A number of other non-respiratory symptoms may arise immediately or develop gradually in both acute or chemical pneumonitis. This may include paleness, nausea, fatigue, excessive sweating, fever, headaches, malaise, abdominal pain, confusion, difficulty concentrating and possibly even loss of consciousness.
Treatment of Chemical Pneumonitis
The choice of treatment depends on the severity of the exposure to the toxin and type of toxin. Sometimes oxygen therapy alone for a short period may be sufficient. However, medication may be necessary at other times.
- Corticosteroids reduces inflammation and prevents lung tissue scarring.
- Bronchodilators to widen airways and improve air flow.
- Antibiotics only if a secondary bacterial infection occurs.
It is important to seek immediate medical attention after exposure. Although symptoms may not always be immediately apparent, it can develop over hours and become very severe. It may possibly lead to death usually as a result of respiratory failure.
Preventing Chemical Pneumonitis
Chemical pneumonitis is preventable by avoiding exposure to the toxins that causes lung inflammation. However, this is not always possible as in cases when chemical spills and industrial accidents occur. In the home environment, the following measures may be helpful in prevening chemical pneumnitis.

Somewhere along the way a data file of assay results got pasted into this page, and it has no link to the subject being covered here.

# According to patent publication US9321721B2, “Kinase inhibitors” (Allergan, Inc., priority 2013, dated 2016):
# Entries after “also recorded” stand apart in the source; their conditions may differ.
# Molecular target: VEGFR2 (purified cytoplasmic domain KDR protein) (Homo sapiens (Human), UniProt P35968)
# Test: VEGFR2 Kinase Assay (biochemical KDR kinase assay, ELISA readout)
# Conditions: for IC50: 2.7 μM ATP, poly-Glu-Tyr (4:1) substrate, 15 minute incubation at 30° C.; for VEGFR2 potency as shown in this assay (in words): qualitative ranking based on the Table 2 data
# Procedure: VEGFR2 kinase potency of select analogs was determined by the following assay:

- Avoid exposure to toxic substances such as very strong drain cleaners or pool chlorine as far as possible. Ask professionals to handle these substances or follow the directions exactly.
- Always use protective gear, including respiratory masks, where necessary. It is important to understand the type of protective gear that is required before handling specific substances.
- Maintain proper ventilation when using toxic substances in enclosed areas. This may as simple as opening a window or using an electric fan to blow away fumes.
- Never make oral or nasal contact with objects that may funnel toxic substances. Siphoning these substances with the mouth should always be avoided.
- Seeking immediate medical care after exposure may not prevent chemical pneumonitis but can avoid severe cases and complications. It may help to prevent respiratory failure and death.